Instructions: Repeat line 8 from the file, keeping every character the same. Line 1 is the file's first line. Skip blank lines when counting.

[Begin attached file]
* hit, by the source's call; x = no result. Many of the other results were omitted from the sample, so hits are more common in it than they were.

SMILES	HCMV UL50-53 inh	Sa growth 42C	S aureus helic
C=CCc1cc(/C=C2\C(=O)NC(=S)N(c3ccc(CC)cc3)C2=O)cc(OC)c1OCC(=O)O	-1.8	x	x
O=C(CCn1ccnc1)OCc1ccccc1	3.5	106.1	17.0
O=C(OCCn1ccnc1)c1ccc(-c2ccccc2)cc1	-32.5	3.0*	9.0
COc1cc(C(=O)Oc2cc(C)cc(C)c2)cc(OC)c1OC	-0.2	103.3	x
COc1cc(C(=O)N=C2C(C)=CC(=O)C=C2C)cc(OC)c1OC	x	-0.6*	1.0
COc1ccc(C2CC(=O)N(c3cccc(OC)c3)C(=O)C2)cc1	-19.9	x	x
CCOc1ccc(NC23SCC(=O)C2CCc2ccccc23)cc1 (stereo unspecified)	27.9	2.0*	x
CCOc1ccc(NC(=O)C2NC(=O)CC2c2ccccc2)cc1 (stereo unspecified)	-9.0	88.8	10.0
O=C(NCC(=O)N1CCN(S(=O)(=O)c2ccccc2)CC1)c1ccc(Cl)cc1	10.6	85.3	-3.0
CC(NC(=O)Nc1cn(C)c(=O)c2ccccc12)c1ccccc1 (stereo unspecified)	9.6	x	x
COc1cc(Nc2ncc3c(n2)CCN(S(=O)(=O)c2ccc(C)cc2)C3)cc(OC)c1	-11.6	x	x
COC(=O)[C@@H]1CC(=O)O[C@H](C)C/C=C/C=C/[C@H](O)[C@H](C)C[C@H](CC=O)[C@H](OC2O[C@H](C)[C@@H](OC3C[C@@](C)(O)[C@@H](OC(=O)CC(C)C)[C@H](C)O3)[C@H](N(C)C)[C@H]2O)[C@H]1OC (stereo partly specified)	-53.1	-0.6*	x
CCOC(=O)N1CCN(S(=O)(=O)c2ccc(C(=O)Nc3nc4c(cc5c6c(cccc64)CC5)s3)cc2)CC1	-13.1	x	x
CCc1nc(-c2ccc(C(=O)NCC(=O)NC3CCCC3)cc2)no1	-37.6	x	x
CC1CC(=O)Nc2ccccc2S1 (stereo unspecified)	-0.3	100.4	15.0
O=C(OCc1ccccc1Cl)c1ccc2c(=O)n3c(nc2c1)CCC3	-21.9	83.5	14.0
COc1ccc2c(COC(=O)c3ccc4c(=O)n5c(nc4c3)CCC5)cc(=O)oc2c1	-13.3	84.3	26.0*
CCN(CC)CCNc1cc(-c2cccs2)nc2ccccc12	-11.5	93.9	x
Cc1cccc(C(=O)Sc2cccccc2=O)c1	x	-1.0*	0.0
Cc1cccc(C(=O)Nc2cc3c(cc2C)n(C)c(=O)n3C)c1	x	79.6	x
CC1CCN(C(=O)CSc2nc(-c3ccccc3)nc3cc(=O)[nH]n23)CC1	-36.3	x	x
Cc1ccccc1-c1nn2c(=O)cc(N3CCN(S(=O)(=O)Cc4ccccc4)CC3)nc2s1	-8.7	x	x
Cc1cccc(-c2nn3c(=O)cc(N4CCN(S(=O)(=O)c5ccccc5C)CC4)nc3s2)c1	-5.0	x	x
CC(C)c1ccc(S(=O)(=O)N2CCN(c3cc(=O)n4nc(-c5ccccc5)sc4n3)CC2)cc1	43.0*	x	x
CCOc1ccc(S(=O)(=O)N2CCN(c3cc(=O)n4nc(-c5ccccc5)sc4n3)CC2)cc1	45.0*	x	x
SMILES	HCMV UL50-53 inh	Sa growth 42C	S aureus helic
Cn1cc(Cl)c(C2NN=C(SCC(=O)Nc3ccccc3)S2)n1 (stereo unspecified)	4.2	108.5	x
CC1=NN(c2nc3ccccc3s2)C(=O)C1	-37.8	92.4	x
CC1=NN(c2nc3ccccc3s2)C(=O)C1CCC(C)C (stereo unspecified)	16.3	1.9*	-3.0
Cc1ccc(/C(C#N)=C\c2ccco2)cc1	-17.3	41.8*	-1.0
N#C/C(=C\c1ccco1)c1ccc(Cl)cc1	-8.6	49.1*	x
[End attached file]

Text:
COc1ccc(C2CC(=O)N(c3cccc(OC)c3)C(=O)C2)cc1	-19.9	x	x